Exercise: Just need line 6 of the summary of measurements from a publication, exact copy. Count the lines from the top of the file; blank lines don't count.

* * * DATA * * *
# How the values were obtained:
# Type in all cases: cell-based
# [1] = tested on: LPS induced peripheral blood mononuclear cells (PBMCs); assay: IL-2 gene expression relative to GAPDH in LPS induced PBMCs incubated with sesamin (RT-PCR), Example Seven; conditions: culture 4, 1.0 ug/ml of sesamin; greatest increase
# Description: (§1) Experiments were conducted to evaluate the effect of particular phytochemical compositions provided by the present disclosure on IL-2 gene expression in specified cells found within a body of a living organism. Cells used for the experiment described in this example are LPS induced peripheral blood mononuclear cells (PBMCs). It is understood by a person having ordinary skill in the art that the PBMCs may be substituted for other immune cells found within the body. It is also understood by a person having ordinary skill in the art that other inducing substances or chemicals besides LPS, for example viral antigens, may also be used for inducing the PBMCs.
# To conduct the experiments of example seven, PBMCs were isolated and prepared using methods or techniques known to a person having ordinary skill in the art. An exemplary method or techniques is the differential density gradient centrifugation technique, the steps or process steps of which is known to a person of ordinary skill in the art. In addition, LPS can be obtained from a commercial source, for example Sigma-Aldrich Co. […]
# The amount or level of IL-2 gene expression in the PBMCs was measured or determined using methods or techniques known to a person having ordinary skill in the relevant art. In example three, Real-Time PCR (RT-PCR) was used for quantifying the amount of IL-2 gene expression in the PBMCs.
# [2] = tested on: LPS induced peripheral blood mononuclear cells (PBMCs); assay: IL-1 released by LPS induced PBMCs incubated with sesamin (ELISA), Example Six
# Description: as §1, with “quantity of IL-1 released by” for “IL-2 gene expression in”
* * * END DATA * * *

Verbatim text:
# The amount or level of IL-2 gene expression in the PBMCs was measured or determined using methods or techniques known to a person having ordinary skill in the relevant art. In example three, Real-Time PCR (RT-PCR) was used for quantifying the amount of IL-2 gene expression in the PBMCs.